A Research analyst at the Ghana Center for Democratic Development (CDD-Ghana), has welcomed the latest Afrobarometer report which revealed that majority of Ghanaians are willing to help make the country a better place through the payment of taxes.

According to Godfred Asaimah, “72% of the citizens that participated in the survey are willing to pay taxes even when over 90% of them are doubtful of those collecting the taxes and a significant proposition is even not aware of exactly what the taxes are been used for.”

His comment follows a survey conducted by Afrobarometer to which revealed eight out of 10 citizens (79%) citizens agree that authorities have the right to demand taxes, less than two out of 10 (15%).

Parliament in its 2021 budget statement introduced new taxes, attributing most of it to the unforeseen developments that characterized the advent of the novel coronavirus.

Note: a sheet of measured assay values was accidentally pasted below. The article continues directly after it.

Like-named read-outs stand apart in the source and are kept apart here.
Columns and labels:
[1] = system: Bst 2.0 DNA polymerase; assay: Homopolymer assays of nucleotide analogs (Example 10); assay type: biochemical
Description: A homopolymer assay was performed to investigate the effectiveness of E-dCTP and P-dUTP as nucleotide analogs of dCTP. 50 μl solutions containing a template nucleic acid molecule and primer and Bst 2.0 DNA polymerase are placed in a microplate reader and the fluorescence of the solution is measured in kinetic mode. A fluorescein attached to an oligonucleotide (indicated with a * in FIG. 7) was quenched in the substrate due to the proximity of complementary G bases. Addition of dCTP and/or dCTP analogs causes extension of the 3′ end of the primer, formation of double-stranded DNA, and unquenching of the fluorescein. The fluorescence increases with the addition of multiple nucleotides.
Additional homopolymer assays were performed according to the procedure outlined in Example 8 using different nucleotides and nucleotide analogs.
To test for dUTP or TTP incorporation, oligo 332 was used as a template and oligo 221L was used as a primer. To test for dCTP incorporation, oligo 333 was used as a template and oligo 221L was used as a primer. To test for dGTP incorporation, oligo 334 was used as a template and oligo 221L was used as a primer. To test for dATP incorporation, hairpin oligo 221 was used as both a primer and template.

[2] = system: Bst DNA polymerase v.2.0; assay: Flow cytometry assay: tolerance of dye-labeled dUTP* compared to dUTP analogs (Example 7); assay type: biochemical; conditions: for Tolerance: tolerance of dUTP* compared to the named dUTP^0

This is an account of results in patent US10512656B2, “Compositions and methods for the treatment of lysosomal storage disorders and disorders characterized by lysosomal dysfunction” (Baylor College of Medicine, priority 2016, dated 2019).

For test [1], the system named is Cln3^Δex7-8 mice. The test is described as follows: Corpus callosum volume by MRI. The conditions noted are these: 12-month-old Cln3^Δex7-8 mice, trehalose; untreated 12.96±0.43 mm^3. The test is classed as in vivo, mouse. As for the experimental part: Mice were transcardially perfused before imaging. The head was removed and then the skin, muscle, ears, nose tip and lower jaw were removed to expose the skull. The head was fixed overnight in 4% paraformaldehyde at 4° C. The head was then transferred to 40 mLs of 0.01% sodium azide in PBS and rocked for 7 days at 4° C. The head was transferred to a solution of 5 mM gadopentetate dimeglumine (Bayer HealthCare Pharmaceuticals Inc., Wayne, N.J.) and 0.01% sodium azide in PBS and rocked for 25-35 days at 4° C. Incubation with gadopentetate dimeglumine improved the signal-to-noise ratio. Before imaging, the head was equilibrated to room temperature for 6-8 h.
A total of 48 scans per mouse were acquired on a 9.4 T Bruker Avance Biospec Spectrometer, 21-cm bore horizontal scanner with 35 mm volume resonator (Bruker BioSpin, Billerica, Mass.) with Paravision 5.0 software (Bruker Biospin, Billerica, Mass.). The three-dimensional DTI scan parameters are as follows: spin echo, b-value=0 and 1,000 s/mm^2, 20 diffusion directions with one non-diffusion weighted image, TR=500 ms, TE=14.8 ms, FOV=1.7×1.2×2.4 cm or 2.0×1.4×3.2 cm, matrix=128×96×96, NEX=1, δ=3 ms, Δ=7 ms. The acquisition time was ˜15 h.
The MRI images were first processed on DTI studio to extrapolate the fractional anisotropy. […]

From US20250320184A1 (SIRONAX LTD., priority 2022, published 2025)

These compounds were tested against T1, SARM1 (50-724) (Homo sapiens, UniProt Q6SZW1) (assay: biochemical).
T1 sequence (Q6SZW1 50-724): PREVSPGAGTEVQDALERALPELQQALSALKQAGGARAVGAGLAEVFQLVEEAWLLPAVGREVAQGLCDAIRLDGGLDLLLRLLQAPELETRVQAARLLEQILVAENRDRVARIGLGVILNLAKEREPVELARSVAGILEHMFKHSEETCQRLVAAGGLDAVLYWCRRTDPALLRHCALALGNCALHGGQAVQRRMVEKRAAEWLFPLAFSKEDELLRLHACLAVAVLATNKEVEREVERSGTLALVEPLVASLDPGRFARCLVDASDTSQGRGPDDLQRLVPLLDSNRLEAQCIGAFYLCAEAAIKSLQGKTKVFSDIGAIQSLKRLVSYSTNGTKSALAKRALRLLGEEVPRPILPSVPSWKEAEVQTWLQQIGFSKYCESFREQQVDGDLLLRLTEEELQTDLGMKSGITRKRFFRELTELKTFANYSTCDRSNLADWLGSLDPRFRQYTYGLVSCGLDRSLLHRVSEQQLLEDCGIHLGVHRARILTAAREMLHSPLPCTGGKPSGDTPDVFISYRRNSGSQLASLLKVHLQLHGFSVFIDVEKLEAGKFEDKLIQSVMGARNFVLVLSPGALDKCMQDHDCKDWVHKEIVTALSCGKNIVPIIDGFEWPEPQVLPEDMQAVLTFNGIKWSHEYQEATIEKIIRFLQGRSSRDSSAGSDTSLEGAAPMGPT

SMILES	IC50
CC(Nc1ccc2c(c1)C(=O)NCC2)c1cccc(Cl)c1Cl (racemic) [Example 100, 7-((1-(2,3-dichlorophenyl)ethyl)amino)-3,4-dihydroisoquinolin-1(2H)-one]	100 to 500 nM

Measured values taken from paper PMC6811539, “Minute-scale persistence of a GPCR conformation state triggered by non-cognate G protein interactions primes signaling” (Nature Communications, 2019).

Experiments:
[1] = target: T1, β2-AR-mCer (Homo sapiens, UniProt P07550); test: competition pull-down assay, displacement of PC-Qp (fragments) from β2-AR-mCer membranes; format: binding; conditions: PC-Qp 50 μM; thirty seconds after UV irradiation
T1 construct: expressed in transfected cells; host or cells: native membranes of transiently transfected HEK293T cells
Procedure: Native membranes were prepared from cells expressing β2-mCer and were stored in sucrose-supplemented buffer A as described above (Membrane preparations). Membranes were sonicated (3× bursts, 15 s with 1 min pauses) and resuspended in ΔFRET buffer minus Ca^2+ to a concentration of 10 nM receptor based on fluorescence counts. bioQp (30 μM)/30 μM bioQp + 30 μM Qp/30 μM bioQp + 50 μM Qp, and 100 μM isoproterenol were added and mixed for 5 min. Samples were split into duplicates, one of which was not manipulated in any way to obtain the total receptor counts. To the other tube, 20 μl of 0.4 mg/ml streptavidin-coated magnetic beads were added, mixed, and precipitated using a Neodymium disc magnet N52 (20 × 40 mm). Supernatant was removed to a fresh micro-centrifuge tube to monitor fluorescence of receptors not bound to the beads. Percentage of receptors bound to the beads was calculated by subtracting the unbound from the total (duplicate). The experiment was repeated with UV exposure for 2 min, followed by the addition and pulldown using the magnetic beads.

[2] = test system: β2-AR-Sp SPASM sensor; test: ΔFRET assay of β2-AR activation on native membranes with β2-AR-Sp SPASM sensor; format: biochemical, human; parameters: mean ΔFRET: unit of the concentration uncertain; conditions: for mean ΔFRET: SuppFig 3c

These include a 1% Covid-19 levy added to the VAT and a 1% addition to the National Health Insurance
Levy (NHIL).

These increments were vehemently resisted by a section of the public including the Minority in Parliament who described the imposition as regressive and will impose further hardship on citizens.

Meanwhile, an Afrobarometer survey by CDD-Ghana indicated that Ghanaians endorse taxation and are willing to pay higher taxes to support the country’s development.

The survey further indicated that a majority of citizens say it is difficult to find out what taxes and fees they are supposed to pay and how the government uses tax revenues.

Speaking on Top Story, Mr Asaimah indicated that government must come out with a plan to ensure that all citizens participate in paying taxes, through education

“They need to know how much they are due to pay, it must come at a low cost, people want to see the corruption we find in the system reduced because they can’t pay their money for it to be taken out by a few people so they want the authority to improve its image in terms of anti-corruption and the things they put in place to make sure that the taxes that we collect do not go down the drain,” he told Evans Mensah.